Authorities in the European Union use biometric data and crime scene evidence from Iraq and Syria to process war crimes, secretly track suspects and control migration. Now the procedure is to be extended to African countries.
After a meeting of EU interior and defence ministers in 2017, authorities in member states have been using so-called „battlefield information“ to fight terrorism. In this way, the authorities want to identify and detect „foreign fighters“ when they cross an external EU border. The procedure is to be expanded, the EU anti-terrorism coordinator Gilles de Kerchove is therefore calling on governments to engage in a „regular dialogue with their military forces and relevant intelligence and security services“. This is according to two documents posted online by the British civil liberties organisation Statewatch.
„Battlefield information“ comes from countries such as Syria or Iraq, where the „Global Coalition against Daesh“ has been operating militarily since 2014. The intelligence is usually collected there by military secret services. Their dissemination and use goes back to „Operation Gallant Phoenix“, an initiative of the US government. It has a secretariat in Jordan and involves military and intelligence services from 27 Western and Arab states as well as their police authorities. „„Battlefield information“: EU police to cooperate more closely with secret services and military“ weiterlesen
Following the example of the US Department of Defense, Europol should coordinate European security research. In October, the EU interior ministers had decided on an „Innovation Laboratory“ at the Police Agency. Due to potential confusion, the department will now be renamed.
Since 1984, the European Union has organised its civil security research in multi-annual framework programmes, the current programme is called „Horizon 2020“. Arms companies are involved in many of these projects; they are conducting research with institutes and authorities on drone tanks for border control, stopping „non-cooperative vehicles“ with electromagnetic pulses or observing cities and borders by satellite. International agreements enable the involvement of third countries, for example Israel’s largest drone manufacturer has been involved in numerous projects for decades. „Europol steers arms companies for security research“ weiterlesen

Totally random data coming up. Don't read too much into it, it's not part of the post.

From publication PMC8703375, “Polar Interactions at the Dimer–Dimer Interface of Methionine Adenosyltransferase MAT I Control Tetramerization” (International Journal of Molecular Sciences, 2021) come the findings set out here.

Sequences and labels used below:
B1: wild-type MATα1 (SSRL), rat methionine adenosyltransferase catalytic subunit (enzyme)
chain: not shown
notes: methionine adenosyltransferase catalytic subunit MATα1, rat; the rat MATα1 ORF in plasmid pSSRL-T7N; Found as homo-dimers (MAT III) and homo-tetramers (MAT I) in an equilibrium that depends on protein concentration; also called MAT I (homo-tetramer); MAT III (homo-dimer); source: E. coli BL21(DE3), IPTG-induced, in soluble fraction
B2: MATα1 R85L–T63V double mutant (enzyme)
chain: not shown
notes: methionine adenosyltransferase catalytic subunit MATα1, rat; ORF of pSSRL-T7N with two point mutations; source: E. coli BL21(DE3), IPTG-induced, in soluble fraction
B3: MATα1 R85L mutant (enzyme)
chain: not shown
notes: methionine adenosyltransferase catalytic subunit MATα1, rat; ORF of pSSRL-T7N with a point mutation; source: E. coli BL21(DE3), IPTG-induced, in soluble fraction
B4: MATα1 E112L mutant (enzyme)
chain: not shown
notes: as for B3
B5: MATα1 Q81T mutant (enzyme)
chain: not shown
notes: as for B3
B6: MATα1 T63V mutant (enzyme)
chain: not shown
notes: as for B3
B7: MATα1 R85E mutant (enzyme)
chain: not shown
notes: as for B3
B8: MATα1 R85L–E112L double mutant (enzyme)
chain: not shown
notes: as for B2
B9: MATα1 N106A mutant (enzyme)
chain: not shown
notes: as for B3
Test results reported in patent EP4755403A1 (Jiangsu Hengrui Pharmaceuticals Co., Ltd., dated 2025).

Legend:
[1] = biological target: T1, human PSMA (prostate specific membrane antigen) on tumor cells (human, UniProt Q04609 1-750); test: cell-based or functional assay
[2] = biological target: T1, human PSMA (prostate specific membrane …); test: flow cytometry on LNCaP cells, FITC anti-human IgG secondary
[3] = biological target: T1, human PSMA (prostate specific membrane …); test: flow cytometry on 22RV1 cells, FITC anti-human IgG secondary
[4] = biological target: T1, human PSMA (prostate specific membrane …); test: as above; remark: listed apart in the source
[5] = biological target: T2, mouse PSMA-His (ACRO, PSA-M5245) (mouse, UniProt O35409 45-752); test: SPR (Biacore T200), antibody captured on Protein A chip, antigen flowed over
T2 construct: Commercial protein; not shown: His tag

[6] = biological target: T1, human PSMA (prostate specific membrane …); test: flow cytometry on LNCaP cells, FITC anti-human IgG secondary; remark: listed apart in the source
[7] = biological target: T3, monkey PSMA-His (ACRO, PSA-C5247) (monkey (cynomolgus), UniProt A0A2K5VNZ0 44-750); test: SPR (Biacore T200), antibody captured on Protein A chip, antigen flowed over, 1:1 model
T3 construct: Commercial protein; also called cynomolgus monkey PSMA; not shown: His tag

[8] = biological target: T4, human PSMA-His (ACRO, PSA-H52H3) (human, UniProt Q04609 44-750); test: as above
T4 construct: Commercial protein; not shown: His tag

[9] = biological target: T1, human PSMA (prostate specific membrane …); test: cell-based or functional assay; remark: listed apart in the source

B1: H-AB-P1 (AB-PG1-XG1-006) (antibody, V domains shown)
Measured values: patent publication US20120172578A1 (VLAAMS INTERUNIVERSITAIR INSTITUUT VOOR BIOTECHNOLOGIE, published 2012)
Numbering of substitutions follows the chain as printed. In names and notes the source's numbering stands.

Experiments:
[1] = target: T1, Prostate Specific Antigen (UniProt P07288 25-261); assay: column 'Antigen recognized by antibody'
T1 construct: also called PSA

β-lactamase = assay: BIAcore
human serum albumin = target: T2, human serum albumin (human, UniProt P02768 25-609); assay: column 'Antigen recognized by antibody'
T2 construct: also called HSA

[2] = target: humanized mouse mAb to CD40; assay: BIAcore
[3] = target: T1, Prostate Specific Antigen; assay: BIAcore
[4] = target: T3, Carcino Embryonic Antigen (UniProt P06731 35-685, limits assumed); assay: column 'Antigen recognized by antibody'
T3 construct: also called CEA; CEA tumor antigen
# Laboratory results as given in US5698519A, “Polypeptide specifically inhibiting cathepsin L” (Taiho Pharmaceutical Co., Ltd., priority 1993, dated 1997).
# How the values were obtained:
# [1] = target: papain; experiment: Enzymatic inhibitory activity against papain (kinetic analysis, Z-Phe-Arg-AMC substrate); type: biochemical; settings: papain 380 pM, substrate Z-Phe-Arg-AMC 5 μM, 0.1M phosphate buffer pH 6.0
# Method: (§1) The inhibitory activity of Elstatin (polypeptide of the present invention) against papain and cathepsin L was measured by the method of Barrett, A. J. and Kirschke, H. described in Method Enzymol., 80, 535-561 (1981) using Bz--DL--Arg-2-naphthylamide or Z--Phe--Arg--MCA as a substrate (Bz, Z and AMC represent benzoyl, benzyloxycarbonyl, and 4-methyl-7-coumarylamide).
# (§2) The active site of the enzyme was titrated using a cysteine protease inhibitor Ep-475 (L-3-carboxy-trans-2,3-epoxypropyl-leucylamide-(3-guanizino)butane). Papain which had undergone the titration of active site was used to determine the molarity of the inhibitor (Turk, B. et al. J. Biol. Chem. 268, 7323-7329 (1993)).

With EUROSUR, the EU Commission has a powerful border surveillance system at its disposal. It brings together reconnaissance data from aircraft, drones and soon also aerostatic balloons. Based on the images, a Frontex unit then decides on further measures in the „pre-frontier area“.
The EU border agency Frontex has launched a series of new surveillance methods in the Mediterranean. This was written by EU Migration Commissioner Dimitris Avramopoulos in response to several questions from MEP Sabine Lösing. The capabilities are part of the EUROSUR border surveillance system launched by the European Union five years ago. It links the Frontex headquarters in Warsaw with the border authorities of the 28 Member States. Through their national coordination centres, Frontex is informed of all important incidents at the external borders of the European Union. According to the latest figures, around 148,000 irregular migration incidents have been reported since EUROSUR was set up, and around 33,000 have concerned organised crime. „The European Border Intelligence Service“ weiterlesen
Earth observation is playing an increasingly important role in European security and defence policy. Greater synergies are to be achieved between civil and military capabilities in future. This is being trialled in the field of migration control: satellites are providing information about refugees’ “hiding places”, among other things. The border agency Frontex is one of the organisations using this information.
The European Union is now making security-related information from satellite intelligence available using a software application named “GeohuB”. The tool was developed in the framework of the multi-level project “Geospatial Information to Support decision Making in Operations” (GISMO), launched in 2014. The agency responsible is the European Defence Agency (EDA). GeohuB is intended to facilitate geospatial intelligence. According to EDA, it covers “land, sea, airspace and cyber”. „EU migration control: easier access to satellite intelligence“ weiterlesen
Libya is to become the first third-state to join the EU’s satellite-supported “Seahorse Mediterranean” network. The Italian military is currently setting up the necessary control centres, to be followed by a new application for a search and rescue zone, supported by Italy. In the end, the Libyan coastguard is to coordinate all maritime search and rescue missions itself.
Shortly after Muammar Gaddafi‘s fall from power in 2011, the European Union attempted to incorporate Libyan border surveillance into European systems. Just one year later, rebels in the first post-revolution government signed a declaration with the intention of establishing maritime situation centres in the capital Tripoli and in Benghazi. The Libyan coastguard, which is part of the military, was to be linked with the Mediterranean Border Cooperation Centre (MEBOCC) in Rome. Libyan border guards would then have been provided with information from the European states bordering the Mediterranean in real time, in order to prevent refugees from crossing to Italy and Malta. „A seahorse for the Mediterranean: Border surveillance for Libyan search and rescue zone“ weiterlesen